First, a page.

El uso prolongado de inhibidores específicos comparado con fármacos antiinflatorios no esteroideos y no específicos: Un estudio longitudinal de 3639 pacientes en la práctica comunitaria.
Wolfe F, Michaud K, Burke TA, Zhao SZ.
National Data Bank for Rheumatic Diseases-Arthritis Research Center Foundation, Wichita, Kansas 67214, USA. firstname.lastname@example.org
OBJECTIVE: To compare COX-2-specific inhibitor therapy with conventional nonspecific nonsteroidal antiinflammatory drugs (NS NSAID), and investigate the effect of demographic and disease factors on NSAID duration of use.
METHODS: A total of 3639 patients with rheumatoid arthritis (RA), osteoarthritis, and fibromyalgia starting therapy of celecoxib, rofecoxib, naproxen, or ibuprofen were surveyed at 6-month intervals for up to 2.5 years. Detailed demographic and disease severity variables were also measured. Time to discontinuation, discontinuation rates, and effect of covariates were determined by Weibull parametric survival analyses, controlling for a wide variety of demographic and disease severity factors.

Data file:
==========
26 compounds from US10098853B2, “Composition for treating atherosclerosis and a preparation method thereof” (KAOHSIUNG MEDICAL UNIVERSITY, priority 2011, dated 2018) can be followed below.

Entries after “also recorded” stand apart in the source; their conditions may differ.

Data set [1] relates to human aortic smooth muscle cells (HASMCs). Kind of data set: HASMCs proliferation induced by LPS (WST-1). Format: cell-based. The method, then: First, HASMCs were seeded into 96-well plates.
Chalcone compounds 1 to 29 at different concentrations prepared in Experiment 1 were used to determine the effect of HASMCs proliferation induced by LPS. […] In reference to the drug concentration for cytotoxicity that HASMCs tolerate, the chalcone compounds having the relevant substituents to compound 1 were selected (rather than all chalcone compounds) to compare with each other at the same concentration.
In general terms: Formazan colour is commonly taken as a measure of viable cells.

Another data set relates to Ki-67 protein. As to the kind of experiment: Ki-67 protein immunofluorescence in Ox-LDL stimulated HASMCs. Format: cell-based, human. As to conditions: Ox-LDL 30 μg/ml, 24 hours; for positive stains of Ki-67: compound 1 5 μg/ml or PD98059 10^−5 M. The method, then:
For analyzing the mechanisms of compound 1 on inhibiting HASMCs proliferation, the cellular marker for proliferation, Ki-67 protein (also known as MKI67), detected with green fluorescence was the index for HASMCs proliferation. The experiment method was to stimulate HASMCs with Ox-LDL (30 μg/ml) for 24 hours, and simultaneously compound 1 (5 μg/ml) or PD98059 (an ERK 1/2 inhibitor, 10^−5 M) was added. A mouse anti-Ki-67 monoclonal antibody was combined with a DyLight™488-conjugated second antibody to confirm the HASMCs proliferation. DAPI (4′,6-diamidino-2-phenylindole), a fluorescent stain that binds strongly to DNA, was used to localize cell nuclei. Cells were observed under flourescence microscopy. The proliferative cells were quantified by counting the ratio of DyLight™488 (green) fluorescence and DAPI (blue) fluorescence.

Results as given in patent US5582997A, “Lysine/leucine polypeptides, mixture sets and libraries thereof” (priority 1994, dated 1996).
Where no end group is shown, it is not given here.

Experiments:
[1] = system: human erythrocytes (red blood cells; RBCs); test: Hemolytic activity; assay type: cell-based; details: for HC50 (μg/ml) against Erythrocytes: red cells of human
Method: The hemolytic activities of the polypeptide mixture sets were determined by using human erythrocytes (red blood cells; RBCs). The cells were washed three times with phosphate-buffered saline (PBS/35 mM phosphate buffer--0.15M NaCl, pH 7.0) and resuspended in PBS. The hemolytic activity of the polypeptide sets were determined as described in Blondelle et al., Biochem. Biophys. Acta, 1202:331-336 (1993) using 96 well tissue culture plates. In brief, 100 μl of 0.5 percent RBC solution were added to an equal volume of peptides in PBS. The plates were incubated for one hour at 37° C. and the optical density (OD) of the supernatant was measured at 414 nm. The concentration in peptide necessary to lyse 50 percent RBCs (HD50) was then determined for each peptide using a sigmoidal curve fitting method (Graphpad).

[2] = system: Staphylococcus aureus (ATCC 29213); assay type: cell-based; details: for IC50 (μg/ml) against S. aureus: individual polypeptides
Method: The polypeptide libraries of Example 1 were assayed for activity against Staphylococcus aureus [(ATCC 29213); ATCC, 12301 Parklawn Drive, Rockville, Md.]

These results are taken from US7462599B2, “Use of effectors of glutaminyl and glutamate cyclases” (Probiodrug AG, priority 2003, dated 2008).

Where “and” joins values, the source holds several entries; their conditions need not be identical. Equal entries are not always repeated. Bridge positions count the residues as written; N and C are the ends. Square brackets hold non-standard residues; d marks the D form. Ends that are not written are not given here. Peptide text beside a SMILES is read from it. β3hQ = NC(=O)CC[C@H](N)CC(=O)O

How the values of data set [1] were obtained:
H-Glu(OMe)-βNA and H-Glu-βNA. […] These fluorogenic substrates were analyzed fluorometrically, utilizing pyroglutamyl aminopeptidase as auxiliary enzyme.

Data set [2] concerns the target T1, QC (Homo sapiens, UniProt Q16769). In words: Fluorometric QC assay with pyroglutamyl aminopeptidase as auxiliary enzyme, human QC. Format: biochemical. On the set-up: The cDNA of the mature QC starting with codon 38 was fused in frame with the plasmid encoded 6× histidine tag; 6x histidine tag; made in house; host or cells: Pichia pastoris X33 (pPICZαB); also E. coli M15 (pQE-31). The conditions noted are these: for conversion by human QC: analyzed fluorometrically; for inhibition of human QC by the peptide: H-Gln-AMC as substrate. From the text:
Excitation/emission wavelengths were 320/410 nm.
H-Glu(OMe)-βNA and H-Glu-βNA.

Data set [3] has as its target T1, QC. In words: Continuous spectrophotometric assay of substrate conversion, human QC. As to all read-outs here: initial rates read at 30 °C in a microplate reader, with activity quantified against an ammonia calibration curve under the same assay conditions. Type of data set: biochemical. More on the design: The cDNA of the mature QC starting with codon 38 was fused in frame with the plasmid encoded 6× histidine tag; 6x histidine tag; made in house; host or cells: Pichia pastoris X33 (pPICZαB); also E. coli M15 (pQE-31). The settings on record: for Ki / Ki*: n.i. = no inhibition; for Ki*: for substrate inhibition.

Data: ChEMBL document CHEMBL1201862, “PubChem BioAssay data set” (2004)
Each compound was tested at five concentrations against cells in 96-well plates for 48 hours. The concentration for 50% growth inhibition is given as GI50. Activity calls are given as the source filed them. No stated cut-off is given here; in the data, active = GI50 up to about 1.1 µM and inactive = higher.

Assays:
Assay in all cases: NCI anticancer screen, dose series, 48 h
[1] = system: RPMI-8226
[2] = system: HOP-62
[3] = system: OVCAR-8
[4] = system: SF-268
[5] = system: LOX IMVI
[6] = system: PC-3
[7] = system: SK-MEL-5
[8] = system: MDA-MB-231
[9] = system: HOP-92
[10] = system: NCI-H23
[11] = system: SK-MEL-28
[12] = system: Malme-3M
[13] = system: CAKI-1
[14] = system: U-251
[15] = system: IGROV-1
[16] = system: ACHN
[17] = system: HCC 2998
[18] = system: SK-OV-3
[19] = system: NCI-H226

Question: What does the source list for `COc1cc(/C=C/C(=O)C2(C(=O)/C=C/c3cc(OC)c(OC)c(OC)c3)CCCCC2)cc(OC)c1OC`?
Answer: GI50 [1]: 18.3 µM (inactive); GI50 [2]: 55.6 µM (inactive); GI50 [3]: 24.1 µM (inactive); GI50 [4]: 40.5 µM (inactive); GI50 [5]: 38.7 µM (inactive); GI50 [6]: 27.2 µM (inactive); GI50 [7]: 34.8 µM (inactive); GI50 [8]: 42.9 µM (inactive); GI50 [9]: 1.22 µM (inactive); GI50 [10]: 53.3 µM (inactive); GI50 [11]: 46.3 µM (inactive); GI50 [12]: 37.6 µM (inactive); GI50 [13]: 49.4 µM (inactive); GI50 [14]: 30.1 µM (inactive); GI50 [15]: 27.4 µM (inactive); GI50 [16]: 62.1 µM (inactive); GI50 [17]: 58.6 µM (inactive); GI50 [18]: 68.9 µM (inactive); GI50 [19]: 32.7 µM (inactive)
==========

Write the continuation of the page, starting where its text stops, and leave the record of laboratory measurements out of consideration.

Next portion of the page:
RESULTS: The median duration of use for celecoxib, rofecoxib, naproxen, and ibuprofen was 15, 13, 10, and 10 months, respectively. Duration of use of celecoxib and rofecoxib, as measured by survival times, was significantly longer than those of naproxen and ibuprofen. The celecoxib survival time was significantly longer than the rofecoxib survival time (p = 0.005). Disease severity was not associated with survival times, but survival was related to younger age and male sex. In addition, ulcer diagnosis was a strong predictor of early termination. After adjustment for severity, survival times for RA and non-RA patients were the same.
CONCLUSION: COX-2-specific inhibitors have a longer duration of use than NS NSAID. Among the COX-2-specific inhibitors, celecoxib has a longer survival time than rofecoxib. In addition, COX-2-specific inhibitors also have longer survival times than noted in the literature of NS NSAID in RA community practice. Duration of use can be an indicator of treatment effectiveness and/or drug acceptability, and provides additional interpretation beyond the results of clinical trials.
J Rheumatol. 2004 Feb;31(2):355-8.